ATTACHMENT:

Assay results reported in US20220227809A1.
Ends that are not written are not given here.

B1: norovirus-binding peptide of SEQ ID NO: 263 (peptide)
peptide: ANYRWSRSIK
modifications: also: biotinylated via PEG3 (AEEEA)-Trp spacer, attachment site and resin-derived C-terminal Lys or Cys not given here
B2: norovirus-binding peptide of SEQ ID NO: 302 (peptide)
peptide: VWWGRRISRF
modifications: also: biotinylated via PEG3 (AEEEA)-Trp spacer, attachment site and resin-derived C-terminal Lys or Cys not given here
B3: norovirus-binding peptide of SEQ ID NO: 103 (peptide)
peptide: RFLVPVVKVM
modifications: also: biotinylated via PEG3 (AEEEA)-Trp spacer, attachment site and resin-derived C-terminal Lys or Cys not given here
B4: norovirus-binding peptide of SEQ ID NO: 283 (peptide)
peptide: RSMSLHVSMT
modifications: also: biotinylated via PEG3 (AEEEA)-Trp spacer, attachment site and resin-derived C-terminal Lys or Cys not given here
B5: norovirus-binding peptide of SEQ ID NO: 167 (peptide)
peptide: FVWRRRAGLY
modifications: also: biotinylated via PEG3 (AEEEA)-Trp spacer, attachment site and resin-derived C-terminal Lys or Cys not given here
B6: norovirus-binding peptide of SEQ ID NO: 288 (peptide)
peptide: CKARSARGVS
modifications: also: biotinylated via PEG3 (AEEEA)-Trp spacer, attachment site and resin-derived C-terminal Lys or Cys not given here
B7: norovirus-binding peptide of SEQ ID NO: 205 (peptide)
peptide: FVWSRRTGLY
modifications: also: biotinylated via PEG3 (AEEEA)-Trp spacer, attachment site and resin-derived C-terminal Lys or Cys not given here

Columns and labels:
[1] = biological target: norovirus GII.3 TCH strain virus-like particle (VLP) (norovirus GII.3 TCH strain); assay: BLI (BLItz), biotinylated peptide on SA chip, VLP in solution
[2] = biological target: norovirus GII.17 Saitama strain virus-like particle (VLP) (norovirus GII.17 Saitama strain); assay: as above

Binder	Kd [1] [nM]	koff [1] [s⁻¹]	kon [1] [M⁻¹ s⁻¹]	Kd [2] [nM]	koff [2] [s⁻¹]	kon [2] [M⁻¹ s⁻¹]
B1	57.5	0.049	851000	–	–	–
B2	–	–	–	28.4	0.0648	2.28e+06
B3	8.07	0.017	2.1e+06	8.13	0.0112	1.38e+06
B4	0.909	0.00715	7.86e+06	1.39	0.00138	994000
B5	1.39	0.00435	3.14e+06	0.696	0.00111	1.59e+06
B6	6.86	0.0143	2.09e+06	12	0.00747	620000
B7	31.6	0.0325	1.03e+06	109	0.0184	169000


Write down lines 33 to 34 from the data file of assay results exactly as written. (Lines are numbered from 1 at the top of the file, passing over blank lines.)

B6	6.86	0.0143	2.09e+06	12	0.00747	620000
B7	31.6	0.0325	1.03e+06	109	0.0184	169000